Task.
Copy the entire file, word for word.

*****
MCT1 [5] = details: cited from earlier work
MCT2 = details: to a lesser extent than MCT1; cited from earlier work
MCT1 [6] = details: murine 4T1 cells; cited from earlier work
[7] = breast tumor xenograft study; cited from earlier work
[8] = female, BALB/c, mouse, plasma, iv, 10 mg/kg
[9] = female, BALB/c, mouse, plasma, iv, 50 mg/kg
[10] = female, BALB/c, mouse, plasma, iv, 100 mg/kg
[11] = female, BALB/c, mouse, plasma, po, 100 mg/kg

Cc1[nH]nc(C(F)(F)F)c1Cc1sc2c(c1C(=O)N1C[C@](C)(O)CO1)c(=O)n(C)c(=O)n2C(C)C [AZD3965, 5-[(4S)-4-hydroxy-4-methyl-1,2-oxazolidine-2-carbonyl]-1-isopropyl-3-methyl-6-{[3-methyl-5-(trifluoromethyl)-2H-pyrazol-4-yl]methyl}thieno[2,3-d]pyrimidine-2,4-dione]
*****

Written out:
MCT1 [5] = details: cited from earlier work
MCT2 = details: to a lesser extent than MCT1; cited from earlier work
MCT1 [6] = details: murine 4T1 cells; cited from earlier work
[7] = breast tumor xenograft study; cited from earlier work
[8] = female, BALB/c, mouse, plasma, iv, 10 mg/kg
[9] = female, BALB/c, mouse, plasma, iv, 50 mg/kg
[10] = female, BALB/c, mouse, plasma, iv, 100 mg/kg
[11] = female, BALB/c, mouse, plasma, po, 100 mg/kg

Cc1[nH]nc(C(F)(F)F)c1Cc1sc2c(c1C(=O)N1C[C@](C)(O)CO1)c(=O)n(C)c(=O)n2C(C)C [AZD3965, 5-[(4S)-4-hydroxy-4-methyl-1,2-oxazolidine-2-carbonyl]-1-isopropyl-3-methyl-6-{[3-methyl-5-(trifluoromethyl)-2H-pyrazol-4-yl]methyl}thieno[2,3-d]pyrimidine-2,4-dione]